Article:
Skills and Enterprise Minister visits Outstanding College

19th May, 2014 | Employer News

Matthew Hancock MP recently visited Nelson and Colne College Sixth Form, to see how College Capital Investment Fund money is helping the College to improve its facilities for its students.

Matthew Hancock, Minister of State for Skills and Enterprise, was welcomed to the College by Principal Amanda Melton, who showed him work currently taking place to improve the College’s sporting facilities and learning environments.

Following a tour of the College’s Engineering workshops, which will benefit from CCIF investment, Mr Hancock and Andrew Stephenson MP participated in a revision class with A Level students. Students at Nelson and Colne College Sixth Form achieve the best A Level results in the area and are the 4th highest performing in the country.

Local employers and apprentices then joined Mr Hancock for a round table discussion about how small businesses will be affected by planned changes to Apprenticeships. Steve Kelly, Operations Director at Hycrome, James Bolland, Director at Optimill, and Taylor Jane Fox, Business Development Manager at Graham Engineering, questioned Mr Hancock about funding reforms for Apprenticeships and how these would affect their businesses.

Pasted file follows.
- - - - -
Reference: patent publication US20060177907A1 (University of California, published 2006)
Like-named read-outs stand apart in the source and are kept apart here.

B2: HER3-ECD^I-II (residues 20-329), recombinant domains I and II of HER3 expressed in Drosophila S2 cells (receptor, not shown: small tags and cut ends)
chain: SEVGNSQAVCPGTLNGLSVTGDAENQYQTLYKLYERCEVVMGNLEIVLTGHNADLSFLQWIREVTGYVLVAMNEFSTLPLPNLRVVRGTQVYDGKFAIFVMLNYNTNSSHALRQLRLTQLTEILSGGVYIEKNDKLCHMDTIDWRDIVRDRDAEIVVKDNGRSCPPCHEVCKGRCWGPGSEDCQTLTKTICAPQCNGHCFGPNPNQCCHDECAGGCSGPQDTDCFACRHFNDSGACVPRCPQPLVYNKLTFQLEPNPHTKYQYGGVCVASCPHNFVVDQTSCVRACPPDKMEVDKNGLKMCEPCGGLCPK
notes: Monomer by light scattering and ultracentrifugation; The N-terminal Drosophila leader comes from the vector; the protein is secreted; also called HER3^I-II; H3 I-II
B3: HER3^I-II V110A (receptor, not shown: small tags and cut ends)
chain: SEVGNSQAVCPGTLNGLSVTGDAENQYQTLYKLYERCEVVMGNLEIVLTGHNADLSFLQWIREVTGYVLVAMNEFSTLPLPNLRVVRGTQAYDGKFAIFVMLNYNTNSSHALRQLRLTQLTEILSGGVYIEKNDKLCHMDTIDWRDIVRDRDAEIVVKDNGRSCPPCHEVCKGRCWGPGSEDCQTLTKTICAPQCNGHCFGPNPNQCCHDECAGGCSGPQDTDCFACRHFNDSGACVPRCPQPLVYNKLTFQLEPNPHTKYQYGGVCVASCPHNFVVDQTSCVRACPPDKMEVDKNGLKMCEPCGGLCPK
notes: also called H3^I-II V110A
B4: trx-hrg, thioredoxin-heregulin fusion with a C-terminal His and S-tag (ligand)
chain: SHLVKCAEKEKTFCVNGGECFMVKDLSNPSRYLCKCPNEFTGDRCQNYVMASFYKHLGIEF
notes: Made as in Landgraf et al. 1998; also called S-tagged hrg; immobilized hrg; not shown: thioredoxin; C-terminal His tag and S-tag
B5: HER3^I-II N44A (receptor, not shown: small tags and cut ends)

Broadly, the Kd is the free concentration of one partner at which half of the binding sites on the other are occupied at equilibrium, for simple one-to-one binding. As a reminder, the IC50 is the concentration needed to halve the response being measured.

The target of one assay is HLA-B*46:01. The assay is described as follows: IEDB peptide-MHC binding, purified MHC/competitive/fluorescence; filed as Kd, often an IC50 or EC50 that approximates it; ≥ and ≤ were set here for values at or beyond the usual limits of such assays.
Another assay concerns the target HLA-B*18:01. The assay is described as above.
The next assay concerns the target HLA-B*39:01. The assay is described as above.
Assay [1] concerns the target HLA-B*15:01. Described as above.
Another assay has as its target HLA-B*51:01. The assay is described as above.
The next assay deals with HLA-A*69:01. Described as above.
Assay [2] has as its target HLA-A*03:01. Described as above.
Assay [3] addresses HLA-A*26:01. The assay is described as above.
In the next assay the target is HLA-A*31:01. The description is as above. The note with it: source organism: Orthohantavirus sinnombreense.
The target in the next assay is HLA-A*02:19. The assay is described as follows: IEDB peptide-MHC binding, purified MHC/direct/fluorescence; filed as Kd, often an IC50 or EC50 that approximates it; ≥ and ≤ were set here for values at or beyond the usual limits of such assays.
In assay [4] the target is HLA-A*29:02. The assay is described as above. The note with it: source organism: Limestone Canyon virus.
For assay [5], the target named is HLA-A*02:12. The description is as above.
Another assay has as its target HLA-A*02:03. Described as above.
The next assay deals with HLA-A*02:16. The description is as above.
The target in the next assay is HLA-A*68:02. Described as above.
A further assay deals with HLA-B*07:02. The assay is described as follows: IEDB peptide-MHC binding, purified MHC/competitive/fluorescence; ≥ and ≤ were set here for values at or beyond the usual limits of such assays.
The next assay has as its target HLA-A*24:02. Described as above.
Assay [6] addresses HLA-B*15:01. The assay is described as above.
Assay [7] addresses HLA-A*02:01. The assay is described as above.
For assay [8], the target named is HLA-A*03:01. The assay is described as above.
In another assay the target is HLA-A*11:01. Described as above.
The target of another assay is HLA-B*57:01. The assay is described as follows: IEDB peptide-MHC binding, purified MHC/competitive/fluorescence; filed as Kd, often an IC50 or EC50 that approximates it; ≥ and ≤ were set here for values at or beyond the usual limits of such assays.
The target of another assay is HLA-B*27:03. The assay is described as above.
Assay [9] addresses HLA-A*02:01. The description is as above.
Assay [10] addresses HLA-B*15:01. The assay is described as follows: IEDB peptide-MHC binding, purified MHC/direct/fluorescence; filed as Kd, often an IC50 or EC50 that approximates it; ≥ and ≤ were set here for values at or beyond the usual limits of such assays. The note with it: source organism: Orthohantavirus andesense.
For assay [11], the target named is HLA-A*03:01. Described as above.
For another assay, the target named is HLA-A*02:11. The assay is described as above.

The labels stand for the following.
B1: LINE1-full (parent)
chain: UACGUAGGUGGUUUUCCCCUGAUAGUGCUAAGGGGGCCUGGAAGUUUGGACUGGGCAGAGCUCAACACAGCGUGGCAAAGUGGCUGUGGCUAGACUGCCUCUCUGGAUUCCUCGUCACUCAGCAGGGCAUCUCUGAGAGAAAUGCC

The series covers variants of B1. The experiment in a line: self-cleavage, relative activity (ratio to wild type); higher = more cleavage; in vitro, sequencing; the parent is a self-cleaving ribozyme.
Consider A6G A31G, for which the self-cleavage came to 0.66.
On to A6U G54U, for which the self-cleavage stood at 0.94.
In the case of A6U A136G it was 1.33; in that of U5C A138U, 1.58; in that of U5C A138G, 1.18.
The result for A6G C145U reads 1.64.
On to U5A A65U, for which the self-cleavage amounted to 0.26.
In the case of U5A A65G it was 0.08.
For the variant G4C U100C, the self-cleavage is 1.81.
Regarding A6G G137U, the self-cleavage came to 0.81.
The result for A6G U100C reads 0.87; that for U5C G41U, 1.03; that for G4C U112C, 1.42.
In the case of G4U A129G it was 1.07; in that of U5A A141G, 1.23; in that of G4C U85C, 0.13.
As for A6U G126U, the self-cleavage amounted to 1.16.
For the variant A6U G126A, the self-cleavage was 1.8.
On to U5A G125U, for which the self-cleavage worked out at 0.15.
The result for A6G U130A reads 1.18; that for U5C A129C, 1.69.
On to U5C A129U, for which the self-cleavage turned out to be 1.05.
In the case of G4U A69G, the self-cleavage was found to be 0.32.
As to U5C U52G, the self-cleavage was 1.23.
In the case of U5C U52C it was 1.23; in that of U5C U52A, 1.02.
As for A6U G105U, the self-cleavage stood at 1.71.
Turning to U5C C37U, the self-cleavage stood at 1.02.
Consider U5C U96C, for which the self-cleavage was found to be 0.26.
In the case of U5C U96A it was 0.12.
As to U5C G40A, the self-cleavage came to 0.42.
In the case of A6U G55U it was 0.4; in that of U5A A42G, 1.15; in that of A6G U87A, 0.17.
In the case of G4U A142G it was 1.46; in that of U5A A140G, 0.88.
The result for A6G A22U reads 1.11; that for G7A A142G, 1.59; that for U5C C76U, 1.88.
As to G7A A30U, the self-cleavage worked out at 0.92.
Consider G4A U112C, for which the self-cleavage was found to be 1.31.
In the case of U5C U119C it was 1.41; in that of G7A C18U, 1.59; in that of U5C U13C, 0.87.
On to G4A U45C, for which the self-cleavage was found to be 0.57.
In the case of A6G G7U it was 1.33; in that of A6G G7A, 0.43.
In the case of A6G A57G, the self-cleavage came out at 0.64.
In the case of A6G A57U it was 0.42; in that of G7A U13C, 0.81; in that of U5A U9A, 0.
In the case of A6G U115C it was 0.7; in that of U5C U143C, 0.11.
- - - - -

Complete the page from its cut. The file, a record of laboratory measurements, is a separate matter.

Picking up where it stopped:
Nelson and Colne College Sixth Form Principal Amanda Melton said: “We are delighted that we had the opportunity to showcase our outstanding A Level students and Apprentices to the Minister of State for Skills and Enterprise.  We are the best college in the area for A Level and vocational grades and the third highest performing in the country for young apprenticeship success.

“It was important for us to show Mr Hancock the difference funding can make to our College and students, but also to discuss how the deficit we will face next year due to changes made by the Government will affect the College and our local community.

“We have seen a significant increase in the number of young people applying for Apprenticeships and this could be affected if small businesses feel they can no longer afford to take on Apprentices. Mr Hancock was impressed by how well we as a College respond to employers’ needs and understands the impact that Apprentices have on businesses operating in Pendle and Pennine Lancashire. Hopefully by taking our concerns back to Parliament, we will be able to continue working with local businesses to train exceptional Apprentices.”

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